I've worked in all the major Content Management Systems (CMS) for general website development, as well as specialized Learning Management Systems (LMS). As recently as 10 years ago, it made sense to "build from scratch." Now, with WordPress and other CMSes vastly improved, for many projects they are the best choice.
I'm highly experienced in working with the back-end, PHP/MySQL of WordPress sites to get the best front-end effect. I've created themes and plugins for various clients, and mapped visual UI to WP templates.
Structured data or Schema, as defined on the Schema.org website, are becoming more important for websites which define products, services, or creative works like video games. For those who haven't seen schema, here is an example for the Game type from the Schema.org website:
Adding Schema is an invisible way to describe to website better to search engines like Google, which may apply additional formats in search results. For example, an article with a Question and Answer schema attached may appear like the image below, termed "Rich Results" by Google.
Schema can be incorporated directly in HTML markup, but best practice increasingly puts them into a JSON+LD script. The actual code for schema is in JSON format. While multiple JSON+LD scripts may be read by search engines, in the interest of efficiency it is better to put all the schema into one script.
Many websites use Yoast SEO, which is great for basic SEO but short on Schema definitions. While Yoast does have some common schema defined (e.g. Article, WebSite) it is missing many of the more specialized schema. A client, Novy Unlimited, needed to add the Service Schema, as well as the Game and Event Schema. Yoast provides for this via hooks into its plugin, allowing additional schema data to be incorporated into its big JSON-based schema output. I developed a plugin that would work with Yoast SEO, and allow application of additional schema using either Custom Post Types (CPTs) or Categories assigned to a post. The goal was flexible application of additional schema to the Yoast default on existing websites.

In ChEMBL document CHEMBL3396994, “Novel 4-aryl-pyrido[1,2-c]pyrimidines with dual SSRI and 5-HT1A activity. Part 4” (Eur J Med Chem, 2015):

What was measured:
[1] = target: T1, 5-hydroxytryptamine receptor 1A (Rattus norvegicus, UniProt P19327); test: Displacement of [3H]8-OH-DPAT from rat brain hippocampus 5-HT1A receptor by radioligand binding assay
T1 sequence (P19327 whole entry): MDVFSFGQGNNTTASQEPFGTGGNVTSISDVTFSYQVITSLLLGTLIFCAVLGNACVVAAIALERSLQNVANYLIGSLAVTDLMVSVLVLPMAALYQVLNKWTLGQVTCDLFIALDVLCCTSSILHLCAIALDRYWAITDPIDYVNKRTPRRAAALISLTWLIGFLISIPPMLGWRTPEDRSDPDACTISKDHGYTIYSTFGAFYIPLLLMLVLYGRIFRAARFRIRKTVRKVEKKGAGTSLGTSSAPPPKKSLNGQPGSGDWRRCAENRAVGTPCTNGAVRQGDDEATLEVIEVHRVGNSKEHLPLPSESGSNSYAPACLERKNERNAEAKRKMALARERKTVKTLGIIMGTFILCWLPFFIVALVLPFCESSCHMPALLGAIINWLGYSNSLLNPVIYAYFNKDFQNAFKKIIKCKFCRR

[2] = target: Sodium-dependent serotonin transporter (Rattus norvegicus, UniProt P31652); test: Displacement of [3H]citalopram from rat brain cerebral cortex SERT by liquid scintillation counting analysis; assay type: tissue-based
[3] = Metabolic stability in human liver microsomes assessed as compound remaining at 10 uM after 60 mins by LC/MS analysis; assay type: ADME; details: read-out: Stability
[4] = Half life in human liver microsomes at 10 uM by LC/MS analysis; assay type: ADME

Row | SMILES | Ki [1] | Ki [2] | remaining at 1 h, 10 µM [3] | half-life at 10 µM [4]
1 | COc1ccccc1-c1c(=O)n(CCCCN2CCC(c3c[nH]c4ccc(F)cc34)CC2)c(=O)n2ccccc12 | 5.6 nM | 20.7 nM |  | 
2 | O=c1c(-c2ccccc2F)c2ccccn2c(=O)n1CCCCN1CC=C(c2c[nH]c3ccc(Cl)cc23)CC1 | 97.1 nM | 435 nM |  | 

The goal for this project to add schema data to the basic Yoast SEO JSON+LD, which is in the >head< region of the web page. The schema data is used by Google and other search engines to better classify and index the website's content. The plugin is available on GitHub. Since it is used for specific clients of mine, it wasn't added to the WordPress plugins directory.
Coding was done using Visual Studio Code, in a test server. The test server used standard XAMPP wordpress installation. I also added support for secure communication using https/SSL. Plugin development followed guides provided by Yoast for adding to their schema. The resulting interface adds several schema, and allows assignment by CPT or Category. There are also some global fields that fill in default information.
When a schema is added to a post, metabox fields are added after the Yoast SEO area. The user can type in values, which are stored in the meta-data associated with pages or posts. The user can also toggle schemas on and off on a per-post basis. Multiple schemas may be assigned to a single page or post.
While there are other plugins (e.g. Schema Pro) which provide some of the same functions, Plyo Schema Extender can be extended and adjusted to handle individual schema. For clients who need a less-used schema (e.g. Game) this is an important option. Other solutions generally don't allow all the fields defined by Schema.or to appear in the final code. I can add necessary fields as needed to adjust the plugin to best represent the site to Google.
I worked with this nonprofit via Taproot. They had a static website dating from the mid-2000s which needed to be converted to a WordPress theme. On examining the site, I realized their information about their service (providing used crayons to schools) needed an overhaul. So, the first step was to design an information architecture which handled all the players in crayon distribution, and organize it for the Custom Post features of WordPress.
After validating the information architecture, I redesigned their menu system.
Finally, I built out a custom theme which perfectly reproduced the original site's look and feel, which improving its organization and SEO. This required building a WP theme completely from scratch, and designing templates, partials, and custom code for post types.
I've provided coding and maintenance for this GamePR site for several years, including plugins, theme coding, UI development and security.